Comic book artists and animators often use posable mannequins or motion capture to help get tricky action postures just right, but transferring the figures to paper or computer screens still involves drawing or learning complicated animation and mo-cap software, not to mention all the cameras, hardware and people in funny suits running around. Last year, we reported on the efforts of a Japanese consortium to create what is essentially an action figure equipped with sensors at several joints that would allow real-time pose generation of on-screen CG characters. Still in development then, it's now called Qumarion and when it hits the market in a few months, it'll no doubt prove to be a major time saver for artists and animators alike.  Read More

With his 'separable subsurface scattering', graphics researcher Jorge Jimenez may just hav...

Graphics researcher Jorge Jimenez has cracked the problem of rendering what he calls "ultra realistic skin" in real-time with consumer-level computer and graphics hardware. It's a breakthrough made possible by the process of separable subsurface scattering (SSS) which quickly renders the translucent properties of skin and its effect on light in two post-processing passes. The code is based wholly on original research using DirectX 10. Jimenez describes the achievement as the result of hours of "research, desperation, excitement, happiness, pride, sadness and extreme dedication."  Read More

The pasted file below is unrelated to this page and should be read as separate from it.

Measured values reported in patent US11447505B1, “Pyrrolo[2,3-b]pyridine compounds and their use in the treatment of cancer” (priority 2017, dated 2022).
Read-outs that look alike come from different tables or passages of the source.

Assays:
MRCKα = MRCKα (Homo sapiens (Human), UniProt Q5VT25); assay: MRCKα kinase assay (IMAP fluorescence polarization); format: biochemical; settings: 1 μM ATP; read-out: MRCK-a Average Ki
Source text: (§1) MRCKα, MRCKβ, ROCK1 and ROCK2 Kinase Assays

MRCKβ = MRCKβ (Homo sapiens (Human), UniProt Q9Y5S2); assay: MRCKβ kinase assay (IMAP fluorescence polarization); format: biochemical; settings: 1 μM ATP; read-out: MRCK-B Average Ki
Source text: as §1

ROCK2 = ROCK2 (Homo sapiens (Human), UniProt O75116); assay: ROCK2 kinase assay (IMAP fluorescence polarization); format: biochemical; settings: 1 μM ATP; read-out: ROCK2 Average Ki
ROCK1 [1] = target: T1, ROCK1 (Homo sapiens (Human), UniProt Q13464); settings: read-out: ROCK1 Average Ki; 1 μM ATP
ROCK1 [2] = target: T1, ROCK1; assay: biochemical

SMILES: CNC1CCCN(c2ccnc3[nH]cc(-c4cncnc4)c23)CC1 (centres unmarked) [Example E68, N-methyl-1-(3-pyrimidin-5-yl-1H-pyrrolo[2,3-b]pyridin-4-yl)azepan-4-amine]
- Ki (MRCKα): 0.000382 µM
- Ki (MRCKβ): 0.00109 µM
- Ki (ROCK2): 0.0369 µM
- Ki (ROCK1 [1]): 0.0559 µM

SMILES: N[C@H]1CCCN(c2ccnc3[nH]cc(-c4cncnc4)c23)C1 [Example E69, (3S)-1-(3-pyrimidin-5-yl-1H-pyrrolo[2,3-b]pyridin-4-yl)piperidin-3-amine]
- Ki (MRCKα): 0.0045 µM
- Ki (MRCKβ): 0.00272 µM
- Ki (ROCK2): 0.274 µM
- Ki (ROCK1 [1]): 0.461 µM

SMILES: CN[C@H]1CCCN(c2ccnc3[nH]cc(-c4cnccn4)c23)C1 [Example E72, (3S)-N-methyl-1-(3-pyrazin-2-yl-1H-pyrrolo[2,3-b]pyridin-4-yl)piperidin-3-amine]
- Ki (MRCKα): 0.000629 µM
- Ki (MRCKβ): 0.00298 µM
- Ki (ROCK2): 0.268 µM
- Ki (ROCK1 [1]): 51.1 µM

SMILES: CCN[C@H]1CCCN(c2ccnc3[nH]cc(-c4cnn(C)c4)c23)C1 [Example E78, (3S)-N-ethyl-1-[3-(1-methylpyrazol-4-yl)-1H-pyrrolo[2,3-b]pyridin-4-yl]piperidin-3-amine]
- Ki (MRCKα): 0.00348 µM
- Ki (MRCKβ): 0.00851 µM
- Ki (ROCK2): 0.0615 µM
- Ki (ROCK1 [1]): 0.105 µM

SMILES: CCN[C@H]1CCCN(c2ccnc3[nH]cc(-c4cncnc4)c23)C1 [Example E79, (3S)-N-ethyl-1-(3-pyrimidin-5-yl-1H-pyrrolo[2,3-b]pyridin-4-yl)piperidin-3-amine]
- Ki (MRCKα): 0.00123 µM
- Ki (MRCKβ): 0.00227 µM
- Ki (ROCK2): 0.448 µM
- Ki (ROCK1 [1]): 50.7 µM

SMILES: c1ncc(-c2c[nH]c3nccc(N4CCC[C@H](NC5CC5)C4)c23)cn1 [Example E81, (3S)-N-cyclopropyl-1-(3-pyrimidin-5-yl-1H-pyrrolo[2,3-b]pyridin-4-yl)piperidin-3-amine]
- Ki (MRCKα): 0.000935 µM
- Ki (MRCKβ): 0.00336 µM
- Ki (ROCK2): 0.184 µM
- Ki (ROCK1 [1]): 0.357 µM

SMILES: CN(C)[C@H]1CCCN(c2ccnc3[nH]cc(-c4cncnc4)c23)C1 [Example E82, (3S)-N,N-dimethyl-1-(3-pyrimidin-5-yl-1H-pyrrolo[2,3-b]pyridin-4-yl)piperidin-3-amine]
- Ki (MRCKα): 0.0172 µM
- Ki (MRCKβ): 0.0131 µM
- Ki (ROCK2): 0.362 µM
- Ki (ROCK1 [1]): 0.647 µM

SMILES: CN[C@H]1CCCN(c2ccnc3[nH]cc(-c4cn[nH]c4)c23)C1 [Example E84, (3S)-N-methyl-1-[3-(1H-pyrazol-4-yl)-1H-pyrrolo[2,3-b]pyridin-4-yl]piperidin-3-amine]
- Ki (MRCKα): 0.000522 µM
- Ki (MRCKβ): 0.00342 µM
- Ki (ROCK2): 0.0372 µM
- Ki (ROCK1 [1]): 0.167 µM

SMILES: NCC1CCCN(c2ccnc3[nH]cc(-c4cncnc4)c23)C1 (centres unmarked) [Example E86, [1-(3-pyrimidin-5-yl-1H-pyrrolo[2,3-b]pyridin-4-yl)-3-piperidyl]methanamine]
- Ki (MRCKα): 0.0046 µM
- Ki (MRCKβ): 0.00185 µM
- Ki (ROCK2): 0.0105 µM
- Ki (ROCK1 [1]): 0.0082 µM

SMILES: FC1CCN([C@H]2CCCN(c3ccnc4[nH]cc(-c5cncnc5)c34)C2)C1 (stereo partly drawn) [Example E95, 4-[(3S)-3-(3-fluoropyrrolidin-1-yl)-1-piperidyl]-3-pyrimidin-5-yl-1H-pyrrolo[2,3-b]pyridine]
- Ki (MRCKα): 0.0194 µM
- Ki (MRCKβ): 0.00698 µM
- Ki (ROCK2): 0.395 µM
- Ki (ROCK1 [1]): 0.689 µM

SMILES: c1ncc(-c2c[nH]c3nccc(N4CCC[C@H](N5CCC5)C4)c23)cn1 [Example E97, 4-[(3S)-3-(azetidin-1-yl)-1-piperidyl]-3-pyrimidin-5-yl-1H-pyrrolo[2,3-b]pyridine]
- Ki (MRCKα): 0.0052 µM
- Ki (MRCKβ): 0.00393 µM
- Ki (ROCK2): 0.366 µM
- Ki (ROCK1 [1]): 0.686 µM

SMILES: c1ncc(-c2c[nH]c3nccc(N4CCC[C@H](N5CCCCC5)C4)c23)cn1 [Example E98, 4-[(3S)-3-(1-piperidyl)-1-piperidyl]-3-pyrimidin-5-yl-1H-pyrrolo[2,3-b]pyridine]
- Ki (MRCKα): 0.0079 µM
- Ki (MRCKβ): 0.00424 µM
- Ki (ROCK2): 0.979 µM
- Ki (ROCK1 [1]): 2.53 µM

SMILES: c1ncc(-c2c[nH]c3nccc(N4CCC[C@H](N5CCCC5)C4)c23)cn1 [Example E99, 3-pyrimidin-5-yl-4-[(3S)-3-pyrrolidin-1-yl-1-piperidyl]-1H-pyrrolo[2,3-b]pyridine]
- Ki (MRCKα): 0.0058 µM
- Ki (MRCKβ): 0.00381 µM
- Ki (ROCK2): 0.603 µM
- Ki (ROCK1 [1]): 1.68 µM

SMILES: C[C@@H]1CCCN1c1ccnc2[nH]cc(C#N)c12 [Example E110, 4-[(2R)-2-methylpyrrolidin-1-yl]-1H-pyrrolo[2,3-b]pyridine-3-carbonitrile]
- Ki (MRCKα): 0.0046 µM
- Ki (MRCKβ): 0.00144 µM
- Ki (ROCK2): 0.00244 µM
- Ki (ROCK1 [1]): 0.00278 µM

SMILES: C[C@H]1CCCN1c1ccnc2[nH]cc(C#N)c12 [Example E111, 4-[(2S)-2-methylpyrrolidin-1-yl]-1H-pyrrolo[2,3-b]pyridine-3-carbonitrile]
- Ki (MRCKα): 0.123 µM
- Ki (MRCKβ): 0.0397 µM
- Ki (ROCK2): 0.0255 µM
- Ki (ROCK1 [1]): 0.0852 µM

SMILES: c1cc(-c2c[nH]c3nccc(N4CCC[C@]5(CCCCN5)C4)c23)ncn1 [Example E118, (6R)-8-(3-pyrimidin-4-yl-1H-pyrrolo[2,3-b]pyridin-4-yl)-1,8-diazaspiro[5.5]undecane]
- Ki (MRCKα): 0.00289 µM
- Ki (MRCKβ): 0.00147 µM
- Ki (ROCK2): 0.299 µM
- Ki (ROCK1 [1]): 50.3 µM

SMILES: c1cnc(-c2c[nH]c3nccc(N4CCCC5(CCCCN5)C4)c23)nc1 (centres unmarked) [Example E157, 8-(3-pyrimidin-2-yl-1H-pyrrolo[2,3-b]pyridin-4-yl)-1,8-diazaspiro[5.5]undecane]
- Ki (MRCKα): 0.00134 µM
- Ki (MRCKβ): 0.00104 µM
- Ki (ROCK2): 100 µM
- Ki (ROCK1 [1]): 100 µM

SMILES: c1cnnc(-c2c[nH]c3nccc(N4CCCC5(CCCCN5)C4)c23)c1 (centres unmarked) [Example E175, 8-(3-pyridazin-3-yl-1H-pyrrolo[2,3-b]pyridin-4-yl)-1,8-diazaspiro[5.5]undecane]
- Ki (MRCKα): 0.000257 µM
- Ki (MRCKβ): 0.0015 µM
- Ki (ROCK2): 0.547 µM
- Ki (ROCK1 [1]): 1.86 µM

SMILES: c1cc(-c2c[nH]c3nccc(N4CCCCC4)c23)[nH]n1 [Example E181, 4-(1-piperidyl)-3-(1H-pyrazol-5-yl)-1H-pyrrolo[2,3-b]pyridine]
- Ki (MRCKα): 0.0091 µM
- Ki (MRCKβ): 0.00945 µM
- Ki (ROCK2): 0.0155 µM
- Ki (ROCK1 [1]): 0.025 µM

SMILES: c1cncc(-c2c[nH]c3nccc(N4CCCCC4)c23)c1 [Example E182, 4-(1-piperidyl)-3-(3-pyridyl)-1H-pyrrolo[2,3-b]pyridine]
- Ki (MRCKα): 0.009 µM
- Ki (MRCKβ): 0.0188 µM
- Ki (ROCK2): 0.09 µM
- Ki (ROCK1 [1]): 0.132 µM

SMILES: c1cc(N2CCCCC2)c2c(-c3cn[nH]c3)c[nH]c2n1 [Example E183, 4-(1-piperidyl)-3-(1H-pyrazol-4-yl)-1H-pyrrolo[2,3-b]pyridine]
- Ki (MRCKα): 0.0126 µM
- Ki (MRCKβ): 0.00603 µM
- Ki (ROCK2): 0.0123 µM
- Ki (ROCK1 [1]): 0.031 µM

Shadows from set geometry are accurately depicted on added objects

For more than twenty years, the software program Photoshop has been the industry standard for seamlessly manipulating images, especially the removal of unwanted items like blemishes, wires and telephone poles. When it comes to adding something to a photo, however, the process is still rather involved. Now, a team from the University of Illinois at Urbana-Champaign (UIUC), led by PhD candidate Kevin Karsch, is presenting a new algorithm at Siggraph Asia 2011 that promises to radically simplify the procedure of believably incorporating new or "synthetic" objects in still shots and the results are quite impressive.  Read More

Browser-based 3D gaming is possible thanks to the Unreal Engine 3 getting Flash support

At the Adobe MAX 2011 conference in Los Angeles this week, Epic Games' CEO Tim Sweeney demonstrated the Unreal Engine 3 running in fully inside Flash as part of his keynote address. The live technical demonstration saw a version of Unreal Tournament 3 running in Adobe Flash Player 11, which was also released this week. Adobe says the development could lead to console-quality 3D graphics in games running directly in the browser, such as Facebook social games.  Read More

AMD has unveiled the AMD Radeon HD 6990M GPU for laptops, claiming it's the world's fastes...

A couple of weeks ago, NVIDIA released the GeForce GTX 580M laptop GPU, claiming it was the fastest graphics chip on the market. AMD has just unveiled a quick response, in the form of its Radeon HD 6990M GPU for laptops. The new graphics chip outpaces "any other announced notebook enthusiast GPU" by 25 percent, according to the Sunnyvale-based chipmaker.  Read More